Meta staff came to Singapore on employment passes only to be retrenched months later
Two employees who were laid off in the Facebook parent's global cuts tell CNA how they are scrambling to find jobs before their short-term visit passes expire.
SINGAPORE: More than a month after they were laid off, ex-Meta employees who arrived in Singapore on employment passes are scrambling to find jobs to stay in the country.
Two former employees affected in the global cut involving 11,000 Meta staffers told CNA that they came to make a life in Singapore earlier this year, only to be retrenched months later with no resolution in sight in a tough job market.
On Nov 9, Meta's chief executive Mark Zuckerberg told employees that the Facebook parent was reducing its workforce by 13 per cent, cutting discretionary spending and extending its hiring freeze through the first quarter of next year. When CNA approached Meta for comment last month, a spokesperson declined to say more.
The mass layoffs are the first in Meta's 18-year history and comes after thousands of job cuts at other tech companies such as Twitter, Microsoft and Snap.
WHAT HAPPENED ON NOV 10
Employees in Meta's Singapore office, which is home to its Asia-Pacific headquarters, were notified of the layoffs in the early hours of Nov 10.
Ms Susmita Sahu, a technical sourcer in Meta's recruitment department, started crying upon seeing the email.
"Waking up that day I was very devastated ... I spoke with people who were affected. Everybody's voices were shaking, they could not talk about it," the 29-year-old Indian national said.
Her access to the office and to her company laptop was cut on the same day.
Another ex-technical sourcer, who wanted to be known by the initials EZ, said she was typing her goodbyes to colleagues on their work chat when her access was cut off.
EZ, who moved from Shanghai in June, said her mind went blank upon seeing the dreaded email.
Her phone started buzzing nonstop from around 7am that day, EZ said. "I woke up and checked my email (and I saw something) like 'Unfortunately you are being included in this layoff' ... I didn't know what to think."
She immediately texted her team-mates.
"I know some of my team-mates brought their families here ... I was kind of worried for them. I didn't know whether they got it or not ... then I realised that everybody (in her team) got the same email," EZ said.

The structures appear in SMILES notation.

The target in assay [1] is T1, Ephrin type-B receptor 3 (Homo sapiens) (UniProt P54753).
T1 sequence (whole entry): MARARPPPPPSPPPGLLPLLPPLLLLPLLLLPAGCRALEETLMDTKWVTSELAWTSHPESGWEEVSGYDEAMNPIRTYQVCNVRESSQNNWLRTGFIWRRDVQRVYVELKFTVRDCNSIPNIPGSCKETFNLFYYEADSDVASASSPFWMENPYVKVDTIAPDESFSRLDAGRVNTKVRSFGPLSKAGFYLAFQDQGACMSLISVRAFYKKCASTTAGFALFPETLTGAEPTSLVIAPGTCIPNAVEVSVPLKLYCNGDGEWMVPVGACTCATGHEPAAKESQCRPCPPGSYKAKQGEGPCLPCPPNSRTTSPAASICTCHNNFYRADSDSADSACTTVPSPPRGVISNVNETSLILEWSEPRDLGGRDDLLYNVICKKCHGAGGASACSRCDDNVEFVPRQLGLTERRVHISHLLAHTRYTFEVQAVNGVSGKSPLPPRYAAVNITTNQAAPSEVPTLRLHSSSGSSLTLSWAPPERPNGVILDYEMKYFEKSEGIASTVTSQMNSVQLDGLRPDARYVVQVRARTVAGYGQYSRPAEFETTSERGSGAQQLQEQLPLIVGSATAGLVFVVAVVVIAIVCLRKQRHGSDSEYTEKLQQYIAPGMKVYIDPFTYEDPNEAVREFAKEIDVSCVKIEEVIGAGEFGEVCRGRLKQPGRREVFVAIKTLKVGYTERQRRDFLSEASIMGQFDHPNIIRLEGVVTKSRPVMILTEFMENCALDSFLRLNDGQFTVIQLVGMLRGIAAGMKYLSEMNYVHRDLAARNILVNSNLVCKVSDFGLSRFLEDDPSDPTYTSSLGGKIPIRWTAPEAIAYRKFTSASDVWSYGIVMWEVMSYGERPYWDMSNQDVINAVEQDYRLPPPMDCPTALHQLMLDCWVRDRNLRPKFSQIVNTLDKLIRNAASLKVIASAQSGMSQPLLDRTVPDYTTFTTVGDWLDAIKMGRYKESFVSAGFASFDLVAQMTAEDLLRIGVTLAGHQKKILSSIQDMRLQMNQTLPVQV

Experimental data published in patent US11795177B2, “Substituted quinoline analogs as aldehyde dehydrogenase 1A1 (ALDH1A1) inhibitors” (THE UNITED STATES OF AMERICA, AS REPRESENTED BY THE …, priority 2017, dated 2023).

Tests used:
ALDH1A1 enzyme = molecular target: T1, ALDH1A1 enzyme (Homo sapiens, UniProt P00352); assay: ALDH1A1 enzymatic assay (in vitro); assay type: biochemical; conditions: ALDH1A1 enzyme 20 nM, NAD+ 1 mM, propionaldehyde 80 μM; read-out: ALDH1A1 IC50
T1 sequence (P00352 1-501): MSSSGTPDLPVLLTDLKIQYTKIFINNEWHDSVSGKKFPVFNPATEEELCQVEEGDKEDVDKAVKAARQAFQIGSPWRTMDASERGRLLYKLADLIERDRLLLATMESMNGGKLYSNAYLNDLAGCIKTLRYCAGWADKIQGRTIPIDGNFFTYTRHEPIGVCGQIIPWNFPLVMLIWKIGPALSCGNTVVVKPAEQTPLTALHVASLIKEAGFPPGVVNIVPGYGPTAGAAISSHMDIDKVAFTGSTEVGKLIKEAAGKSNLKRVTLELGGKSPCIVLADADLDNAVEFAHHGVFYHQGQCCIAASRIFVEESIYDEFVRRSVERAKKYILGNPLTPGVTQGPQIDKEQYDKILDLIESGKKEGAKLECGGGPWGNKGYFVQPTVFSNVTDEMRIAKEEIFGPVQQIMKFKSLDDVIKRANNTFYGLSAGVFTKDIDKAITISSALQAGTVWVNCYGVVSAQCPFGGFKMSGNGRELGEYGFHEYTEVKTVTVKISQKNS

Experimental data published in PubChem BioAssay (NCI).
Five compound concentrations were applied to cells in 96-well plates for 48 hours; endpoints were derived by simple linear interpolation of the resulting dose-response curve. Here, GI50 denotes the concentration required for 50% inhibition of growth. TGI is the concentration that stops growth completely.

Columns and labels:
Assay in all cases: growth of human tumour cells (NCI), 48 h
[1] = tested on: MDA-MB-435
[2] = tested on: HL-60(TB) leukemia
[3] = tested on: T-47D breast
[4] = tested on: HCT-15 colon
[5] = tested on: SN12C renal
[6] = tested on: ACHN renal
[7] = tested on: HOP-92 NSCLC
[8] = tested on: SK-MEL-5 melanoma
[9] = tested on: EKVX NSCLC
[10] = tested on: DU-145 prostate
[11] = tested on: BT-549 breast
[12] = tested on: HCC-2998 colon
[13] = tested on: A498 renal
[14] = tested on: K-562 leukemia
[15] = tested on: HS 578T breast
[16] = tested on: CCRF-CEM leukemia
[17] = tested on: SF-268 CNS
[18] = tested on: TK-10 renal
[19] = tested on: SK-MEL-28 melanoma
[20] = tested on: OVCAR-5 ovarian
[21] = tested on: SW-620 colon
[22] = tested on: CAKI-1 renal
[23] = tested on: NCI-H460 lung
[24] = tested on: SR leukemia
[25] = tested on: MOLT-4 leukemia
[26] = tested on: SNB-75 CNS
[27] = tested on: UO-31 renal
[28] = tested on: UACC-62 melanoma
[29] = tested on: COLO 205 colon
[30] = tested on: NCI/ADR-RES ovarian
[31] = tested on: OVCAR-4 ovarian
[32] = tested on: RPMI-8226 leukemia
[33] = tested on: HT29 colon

The news came as a shock as team leaders and managers had been telling staff that all was well, said EZ and Ms Susmita. Assurances were made even the day before the layoffs.
Both have yet to receive their severance packages – about 2.7 months' salary.
The two did not get a chance to return to the office, and their belongings were sent to their homes.
"I literally cried in front of (the delivery person) because I was very emotional seeing those things from my ... office and he apologised. He was like: 'We are sorry for what you're going through, this is your stuff from the office'," said Ms Susmita.
She believes that Meta's recruitment department was the worst hit in Singapore, with about 120 employees getting the axe.
While both Ms Susmita and EZ came to Singapore alone, others they know had brought families, including children. The retrenched employees were all placed on gardening leave until Dec 10.
Meta has since provided affected staff with life coaches and career transition programmes to help with resume building and finding jobs, according to both women.
EARLY WARNING SIGNS
Both women left their home countries for Singapore to work for Meta on employment passes, with Ms Susmita arriving in July and EZ in June. Both went through rounds of interviews before being offered positions.
EZ and Ms Susmita said their annual salary at Meta was in the range of S$100,000.
"When I got this job at Meta, I was really happy. Really, really happy. In fact, it was like a dream come true," Ms Susmita said.
"The pressure and the work environment were difficult, really challenging from the time we joined. (But) it was a great place to learn, I could have easily stayed for five, seven years if I was not laid off."
Even then, there were signs that all was not well.